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The Salt Lake City Council thus far has had no input on where to build two new homeless shelters in the capital city, and the window for selecting them is closing fast.

It has left council members anxious and frustrated.

"We have to consider quality of life for those we are serving in the community," said Councilwoman Erin Mendenhall. "[And] we could easily be left out of the process."

The process appears to be in flux as the Salt Lake City mayor's site-selection committee and Salt Lake County's collective impact initiative strive for a site-selection decision by fall. That is said to be necessary in order to demonstrate progress to the Legislature, which has allocated $9.4 million this year for new homeless facilities and service upgrades. Homeless advocates are seeking two more years of similar amounts from state lawmakers.

Salt Lake City Mayor Jackie Biskupski has held meetings and workshops throughout the community on the proposed two 250-bed shelters aimed at taking pressure off The Road Home shelter on Rio Grande Street. Biskupski spokesman Matthew Rojas said earlier that the mayor would make the final decision but that the council would play a role.

But before the state funding can be released, Biskupski must reach an accord on site selection with Salt Lake County Mayor Ben McAdams — making the matter more murky.

On Tuesday, McAdams told the council that site selections for two 250-bed shelters should be made by September.

Nonetheless, David Litvack, Biskupski's deputy chief of staff, said it would be more like mid-October, but he wouldn't commit to a specific date. It could be as late as November, he said.

Council members say they are responsible for the well-being of the community and want a transparent process with a lot of public input.

Councilman Charlie Luke is concerned about the impact a 250-bed shelter would have on any Salt Lake City neighborhood. He and Mendenhall questioned the size and design put forward by McAdams and his collective impact team and wondered how such a shelter would fit into a community.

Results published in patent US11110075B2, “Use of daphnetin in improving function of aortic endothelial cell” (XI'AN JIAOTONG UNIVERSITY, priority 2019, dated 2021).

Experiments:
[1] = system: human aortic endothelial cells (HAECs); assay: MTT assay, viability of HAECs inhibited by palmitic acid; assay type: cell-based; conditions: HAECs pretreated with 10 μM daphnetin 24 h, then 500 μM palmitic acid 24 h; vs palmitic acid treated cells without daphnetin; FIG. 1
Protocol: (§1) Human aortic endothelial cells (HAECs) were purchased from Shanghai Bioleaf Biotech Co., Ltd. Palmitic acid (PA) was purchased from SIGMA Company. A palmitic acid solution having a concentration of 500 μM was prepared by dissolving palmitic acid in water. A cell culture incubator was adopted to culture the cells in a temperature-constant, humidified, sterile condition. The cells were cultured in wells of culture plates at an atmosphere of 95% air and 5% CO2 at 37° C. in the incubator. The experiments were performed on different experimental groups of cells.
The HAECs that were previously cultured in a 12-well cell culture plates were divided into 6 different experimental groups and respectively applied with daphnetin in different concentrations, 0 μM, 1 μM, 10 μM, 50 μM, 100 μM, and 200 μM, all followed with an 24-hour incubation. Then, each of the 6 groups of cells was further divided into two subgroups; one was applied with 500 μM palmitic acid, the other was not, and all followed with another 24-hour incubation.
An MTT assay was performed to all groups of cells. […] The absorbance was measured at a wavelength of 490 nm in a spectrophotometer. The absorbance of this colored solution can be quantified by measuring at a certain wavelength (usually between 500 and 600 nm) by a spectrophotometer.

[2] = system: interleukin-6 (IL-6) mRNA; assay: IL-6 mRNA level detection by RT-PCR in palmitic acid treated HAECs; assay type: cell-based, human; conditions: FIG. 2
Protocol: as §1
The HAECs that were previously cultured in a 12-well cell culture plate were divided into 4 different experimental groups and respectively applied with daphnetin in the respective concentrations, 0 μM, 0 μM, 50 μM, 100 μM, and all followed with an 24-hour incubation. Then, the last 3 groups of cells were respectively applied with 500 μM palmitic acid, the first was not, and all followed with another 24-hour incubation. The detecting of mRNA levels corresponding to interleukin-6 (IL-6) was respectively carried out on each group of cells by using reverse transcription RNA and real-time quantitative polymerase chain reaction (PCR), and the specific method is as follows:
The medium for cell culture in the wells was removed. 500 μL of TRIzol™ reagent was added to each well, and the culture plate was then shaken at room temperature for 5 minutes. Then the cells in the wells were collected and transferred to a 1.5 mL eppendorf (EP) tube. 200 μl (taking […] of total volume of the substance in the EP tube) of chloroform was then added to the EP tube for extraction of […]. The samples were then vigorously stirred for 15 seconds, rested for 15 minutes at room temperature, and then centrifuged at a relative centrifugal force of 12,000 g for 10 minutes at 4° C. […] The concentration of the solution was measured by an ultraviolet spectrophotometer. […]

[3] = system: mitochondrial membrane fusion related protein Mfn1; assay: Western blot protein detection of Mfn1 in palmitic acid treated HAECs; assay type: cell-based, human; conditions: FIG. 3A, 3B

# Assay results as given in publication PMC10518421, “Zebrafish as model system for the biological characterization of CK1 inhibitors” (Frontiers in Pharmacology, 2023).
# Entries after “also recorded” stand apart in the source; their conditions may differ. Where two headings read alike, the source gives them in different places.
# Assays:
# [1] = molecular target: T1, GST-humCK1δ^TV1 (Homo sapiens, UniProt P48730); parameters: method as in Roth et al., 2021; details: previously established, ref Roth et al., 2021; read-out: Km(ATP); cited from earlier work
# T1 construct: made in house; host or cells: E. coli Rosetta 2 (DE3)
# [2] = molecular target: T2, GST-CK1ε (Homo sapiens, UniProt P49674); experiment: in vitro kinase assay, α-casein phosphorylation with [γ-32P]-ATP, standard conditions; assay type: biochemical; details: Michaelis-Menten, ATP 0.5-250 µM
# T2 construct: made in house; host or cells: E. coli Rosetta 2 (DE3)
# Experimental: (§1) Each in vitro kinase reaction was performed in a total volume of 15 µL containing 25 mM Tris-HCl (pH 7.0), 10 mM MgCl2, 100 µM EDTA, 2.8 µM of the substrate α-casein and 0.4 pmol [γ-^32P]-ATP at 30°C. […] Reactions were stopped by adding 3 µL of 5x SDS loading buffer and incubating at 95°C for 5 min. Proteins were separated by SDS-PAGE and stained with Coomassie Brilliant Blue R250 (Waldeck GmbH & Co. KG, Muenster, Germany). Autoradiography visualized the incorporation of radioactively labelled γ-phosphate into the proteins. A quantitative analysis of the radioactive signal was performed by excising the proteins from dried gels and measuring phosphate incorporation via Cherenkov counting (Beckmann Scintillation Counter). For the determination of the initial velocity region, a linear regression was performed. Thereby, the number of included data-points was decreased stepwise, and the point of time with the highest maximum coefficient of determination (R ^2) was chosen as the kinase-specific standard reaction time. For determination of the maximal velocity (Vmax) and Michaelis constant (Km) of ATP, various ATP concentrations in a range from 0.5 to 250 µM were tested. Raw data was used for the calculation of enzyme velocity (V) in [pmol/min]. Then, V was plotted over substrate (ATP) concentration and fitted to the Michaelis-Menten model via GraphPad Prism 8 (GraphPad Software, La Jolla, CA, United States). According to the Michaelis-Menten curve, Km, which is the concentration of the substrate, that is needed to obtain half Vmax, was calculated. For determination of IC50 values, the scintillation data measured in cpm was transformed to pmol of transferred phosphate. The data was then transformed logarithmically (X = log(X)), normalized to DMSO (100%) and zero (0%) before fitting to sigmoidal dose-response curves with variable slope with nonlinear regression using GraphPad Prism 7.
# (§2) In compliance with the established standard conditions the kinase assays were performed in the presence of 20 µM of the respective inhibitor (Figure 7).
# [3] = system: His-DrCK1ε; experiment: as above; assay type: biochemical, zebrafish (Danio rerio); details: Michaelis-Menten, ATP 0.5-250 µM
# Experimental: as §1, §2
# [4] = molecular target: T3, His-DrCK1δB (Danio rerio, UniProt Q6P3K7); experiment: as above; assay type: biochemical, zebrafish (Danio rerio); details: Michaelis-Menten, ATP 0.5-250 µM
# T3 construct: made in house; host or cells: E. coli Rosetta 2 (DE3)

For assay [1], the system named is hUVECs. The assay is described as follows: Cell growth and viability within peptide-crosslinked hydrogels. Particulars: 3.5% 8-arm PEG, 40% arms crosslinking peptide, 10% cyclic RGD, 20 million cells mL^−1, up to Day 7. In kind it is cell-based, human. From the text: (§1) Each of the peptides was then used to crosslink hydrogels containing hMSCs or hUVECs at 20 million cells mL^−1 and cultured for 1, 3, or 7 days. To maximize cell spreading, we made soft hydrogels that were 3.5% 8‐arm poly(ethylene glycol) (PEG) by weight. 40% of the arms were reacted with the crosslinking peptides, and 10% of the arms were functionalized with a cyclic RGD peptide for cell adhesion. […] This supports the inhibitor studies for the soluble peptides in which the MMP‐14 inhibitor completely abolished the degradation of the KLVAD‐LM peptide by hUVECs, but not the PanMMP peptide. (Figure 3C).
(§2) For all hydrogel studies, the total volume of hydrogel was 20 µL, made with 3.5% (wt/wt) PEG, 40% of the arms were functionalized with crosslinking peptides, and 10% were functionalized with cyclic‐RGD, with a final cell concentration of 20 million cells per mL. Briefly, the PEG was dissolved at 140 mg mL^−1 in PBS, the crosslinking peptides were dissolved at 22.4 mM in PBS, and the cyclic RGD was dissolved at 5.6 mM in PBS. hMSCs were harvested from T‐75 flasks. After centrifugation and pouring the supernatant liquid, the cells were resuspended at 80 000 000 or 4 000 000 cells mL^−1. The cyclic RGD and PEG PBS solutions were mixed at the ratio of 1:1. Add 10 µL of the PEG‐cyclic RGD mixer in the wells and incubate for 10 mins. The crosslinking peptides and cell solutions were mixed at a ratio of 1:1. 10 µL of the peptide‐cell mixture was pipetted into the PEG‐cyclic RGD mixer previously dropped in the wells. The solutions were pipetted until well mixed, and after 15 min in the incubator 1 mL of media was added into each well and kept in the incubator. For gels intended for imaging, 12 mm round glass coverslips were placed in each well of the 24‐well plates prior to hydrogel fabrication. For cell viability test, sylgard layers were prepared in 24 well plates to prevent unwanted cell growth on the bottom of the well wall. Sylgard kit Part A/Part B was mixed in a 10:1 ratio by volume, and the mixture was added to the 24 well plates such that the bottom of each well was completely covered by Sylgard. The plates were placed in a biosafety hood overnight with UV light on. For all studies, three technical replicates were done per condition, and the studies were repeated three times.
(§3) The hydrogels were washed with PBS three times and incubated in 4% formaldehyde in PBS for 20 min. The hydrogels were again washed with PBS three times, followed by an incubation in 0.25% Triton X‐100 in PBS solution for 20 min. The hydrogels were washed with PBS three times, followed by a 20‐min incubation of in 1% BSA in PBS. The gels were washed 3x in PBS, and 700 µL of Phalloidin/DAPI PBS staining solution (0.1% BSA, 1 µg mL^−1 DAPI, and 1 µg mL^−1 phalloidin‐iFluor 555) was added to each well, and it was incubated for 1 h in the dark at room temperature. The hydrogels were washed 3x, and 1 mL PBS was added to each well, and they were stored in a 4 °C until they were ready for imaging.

"The renderings from the county [of the proposed shelters] are very institutional in nature," he said. "Among my concerns is that the city will have limited ability to determine what those facilities look like. You can't just plop something down."

Mendenhall said a 250-bed shelter is too big, particularly one that would be specified as a women-only facility because there are only about half that number of single women at The Road Home shelter. That, she fears, would lead to opening the facility to include single men to fill the beds.

"We know women are victimized in shelters more than men," Mendenhall said. "That will keep some women from even considering a shelter option."

Councilman Andrew Johnston, who sits on the mayor's site-selection committee, said shelter location should be determined by accessibility to services and transportation, as well as its ability to be integrated into the surrounding neighborhood.

"A large shelter wouldn't fit well in some neighborhoods," he said. "But in some high-density areas downtown, it wouldn't stick out as much."

Ideally, the plans for two new shelters would go to legislators in September or October in advance of the January legislative session, Johnston said. That would help ensure continued funding.

"The frustrating thing is that nobody has the definite answers yet," Johnston said. "And we're on a tight time frame."

But Litvack said the site selection will come together sometime this fall with input from the council and the community.

"We want to make sure that we don't short-circuit public engagement," he said.

The mayor's site-selection committee will soon recommend five potential sites, Litvack said. Two of those will be selected as locations for the shelters.

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